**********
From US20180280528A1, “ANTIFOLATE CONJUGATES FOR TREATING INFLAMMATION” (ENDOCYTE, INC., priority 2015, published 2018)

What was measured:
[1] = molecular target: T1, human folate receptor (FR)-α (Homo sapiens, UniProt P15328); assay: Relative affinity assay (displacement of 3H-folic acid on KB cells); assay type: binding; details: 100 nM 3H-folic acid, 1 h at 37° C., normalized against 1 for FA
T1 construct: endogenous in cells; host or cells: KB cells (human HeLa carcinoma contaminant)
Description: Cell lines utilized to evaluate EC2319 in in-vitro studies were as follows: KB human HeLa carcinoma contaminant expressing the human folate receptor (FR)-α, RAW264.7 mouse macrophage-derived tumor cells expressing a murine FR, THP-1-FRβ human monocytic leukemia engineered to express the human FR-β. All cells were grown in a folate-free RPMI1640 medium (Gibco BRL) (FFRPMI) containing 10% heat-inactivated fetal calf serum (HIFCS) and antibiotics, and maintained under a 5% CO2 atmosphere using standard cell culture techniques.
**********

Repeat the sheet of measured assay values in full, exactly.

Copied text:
From US20180280528A1, “ANTIFOLATE CONJUGATES FOR TREATING INFLAMMATION” (ENDOCYTE, INC., priority 2015, published 2018)

What was measured:
[1] = molecular target: T1, human folate receptor (FR)-α (Homo sapiens, UniProt P15328); assay: Relative affinity assay (displacement of 3H-folic acid on KB cells); assay type: binding; details: 100 nM 3H-folic acid, 1 h at 37° C., normalized against 1 for FA
T1 construct: endogenous in cells; host or cells: KB cells (human HeLa carcinoma contaminant)
Description: Cell lines utilized to evaluate EC2319 in in-vitro studies were as follows: KB human HeLa carcinoma contaminant expressing the human folate receptor (FR)-α, RAW264.7 mouse macrophage-derived tumor cells expressing a murine FR, THP-1-FRβ human monocytic leukemia engineered to express the human FR-β. All cells were grown in a folate-free RPMI1640 medium (Gibco BRL) (FFRPMI) containing 10% heat-inactivated fetal calf serum (HIFCS) and antibiotics, and maintained under a 5% CO2 atmosphere using standard cell culture techniques.